The Bravest Women in Iraq
Amid the Iraqi Government's attempts to stop the spiral of violence, comes the story of 20-year-old Sabrine Janabi - a story that threatens those very efforts to improve the security situation.I first heard of this from Riverbend, who gives a detailed account of the original Al Jazeera broadcast, including screenshots.
The woman, whose identity has not been confirmed, told Al Jazeera Arabic television that Iraqi police raided her house in western Baghdad on Sunday, while her husband was away.
She said the officers accused her of providing food to Sunni fighters, before taking her to a police facility. She then alleges she was raped by three officers.
A website I was on yesterday had a quotation, "If we believe absurdities, we will commit atrocities," and I think that's about the most accurate summation of the problem here. The US government believed some patent absurdities enough to start the whole conflagration. Enter atrocities.
I find it doubly heartbreaking to see Riverbend write
I look at this woman and I can’t feel anything but rage. What did we gain? I know that looking at her, foreigners will never be able to relate. They’ll feel pity and maybe some anger, but she’s one of us. She’s not a girl in jeans and a t-shirt so there will only be a vague sort of sympathy. Poor third-world countries- that is what their womenfolk tolerate. Just know that we never had to tolerate this before. There was a time when Iraqis were safe in the streets. That time is long gone. We consoled ourselves after the war with the fact that we at least had a modicum of safety in our homes. Homes are sacred, aren’t they? That is gone too.I'm pretty enraged. I'm perhaps more enraged about this case than I am about the tiresomely usual case in which a woman in North America comes forward claiming to have been raped, and is roundly disbelieved, mocked, shamed, and degraded. It's worse in this case because this isn't just another simple case of the Patriarchy At Work; it's also complicated by the (admittedly patriarchal) exercise of American supremacy in the world. The conditions for atrocities like this one (and the ones at Abu Ghraib, and so on) would not exist had the US not irrationally decided they needed (for whatever twisted reasons) to take out Saddam Hussein. I'm more angry about this case than the business-as-usual story in North America because it's obvious here that Iraqi women are losing their agency, autonomy, and humanity in great leaps and bounds every day.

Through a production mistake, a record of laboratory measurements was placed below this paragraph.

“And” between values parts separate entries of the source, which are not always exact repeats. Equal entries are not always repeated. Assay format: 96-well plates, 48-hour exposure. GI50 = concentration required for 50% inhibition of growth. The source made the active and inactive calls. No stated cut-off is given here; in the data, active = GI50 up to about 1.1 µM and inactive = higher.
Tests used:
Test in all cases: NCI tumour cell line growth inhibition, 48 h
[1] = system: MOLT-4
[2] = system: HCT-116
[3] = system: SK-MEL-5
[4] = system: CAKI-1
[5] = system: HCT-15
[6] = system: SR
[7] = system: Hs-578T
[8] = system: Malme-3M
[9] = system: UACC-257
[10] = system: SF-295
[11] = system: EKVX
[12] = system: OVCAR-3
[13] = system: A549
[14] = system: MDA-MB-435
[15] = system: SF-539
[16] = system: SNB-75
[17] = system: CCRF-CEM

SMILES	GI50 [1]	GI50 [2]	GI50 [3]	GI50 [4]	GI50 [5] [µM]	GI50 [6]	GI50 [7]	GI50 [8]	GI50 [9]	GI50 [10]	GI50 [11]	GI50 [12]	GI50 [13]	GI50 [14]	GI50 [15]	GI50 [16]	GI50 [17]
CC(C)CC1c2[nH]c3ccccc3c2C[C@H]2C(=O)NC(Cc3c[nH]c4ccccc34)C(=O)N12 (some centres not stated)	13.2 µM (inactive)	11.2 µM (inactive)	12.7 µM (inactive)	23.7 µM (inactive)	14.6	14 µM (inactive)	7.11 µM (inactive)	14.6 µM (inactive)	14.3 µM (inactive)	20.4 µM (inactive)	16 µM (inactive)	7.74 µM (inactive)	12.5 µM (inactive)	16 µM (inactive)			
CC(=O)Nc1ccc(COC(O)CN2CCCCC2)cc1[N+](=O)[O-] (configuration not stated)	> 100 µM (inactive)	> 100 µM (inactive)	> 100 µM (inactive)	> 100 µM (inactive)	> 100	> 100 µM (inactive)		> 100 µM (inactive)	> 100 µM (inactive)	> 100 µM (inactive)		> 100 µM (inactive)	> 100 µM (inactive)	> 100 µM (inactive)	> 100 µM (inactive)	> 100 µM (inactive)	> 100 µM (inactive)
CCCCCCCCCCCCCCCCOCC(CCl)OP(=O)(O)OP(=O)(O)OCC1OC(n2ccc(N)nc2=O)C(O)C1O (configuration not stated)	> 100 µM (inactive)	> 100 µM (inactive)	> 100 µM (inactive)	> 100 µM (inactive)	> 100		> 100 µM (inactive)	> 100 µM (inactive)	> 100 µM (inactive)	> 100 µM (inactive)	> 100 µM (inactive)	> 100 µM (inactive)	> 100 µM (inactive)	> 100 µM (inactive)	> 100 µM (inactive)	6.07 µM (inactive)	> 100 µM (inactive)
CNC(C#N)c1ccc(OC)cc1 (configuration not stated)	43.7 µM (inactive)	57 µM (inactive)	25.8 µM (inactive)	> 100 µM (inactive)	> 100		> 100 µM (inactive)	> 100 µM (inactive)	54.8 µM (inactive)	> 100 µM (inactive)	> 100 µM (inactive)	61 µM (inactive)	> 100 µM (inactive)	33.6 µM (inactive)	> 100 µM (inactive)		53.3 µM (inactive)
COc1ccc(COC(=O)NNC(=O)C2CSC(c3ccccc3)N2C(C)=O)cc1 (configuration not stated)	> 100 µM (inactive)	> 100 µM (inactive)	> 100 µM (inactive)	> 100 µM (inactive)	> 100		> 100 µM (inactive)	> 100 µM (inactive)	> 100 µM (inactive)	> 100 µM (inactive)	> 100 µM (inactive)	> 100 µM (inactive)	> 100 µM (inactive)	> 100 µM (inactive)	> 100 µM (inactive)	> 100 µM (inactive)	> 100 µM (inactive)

I'm even more angry about this case than the business-as-usual story in North America because, as a Canadian citizen whose government isn't even involved, and who cannot vote in US elections nor petition US politicians seeking redress on behalf of others (and expect to be listened to), there's next to nothing I can do about it.
A Short Tangential Aside: This, and the case of Abeer Qassim al-Janabi, for whose rape and murder a US soldier has been sentenced to 90 years in prison, and two others may face execution, are ample refutations of the tedious argument that feminists should support the "humanitarian intervention" in Iraq on the grounds that it's beneficial to women. Short course: Wars are never good for women and other human beings; invasions even less so. It's really that simple. (Why am I reminded so much of the beginning of the War of 1812-14, where the US rhetoric was all about how they should invade Canada to free us from the wicked tyrant-king? Then some part or other of their fighting force decided that the best way to liberate the citizens of Chatham, Ontario, from the wicked tyrant-king would be to slaughter the entire population of the village, loot what they could carry, and burn the rest. Why am I reminded so much? Because the stories themselves just never change.)
"Enraged" is a good word. Also "disgusted" and "appalled."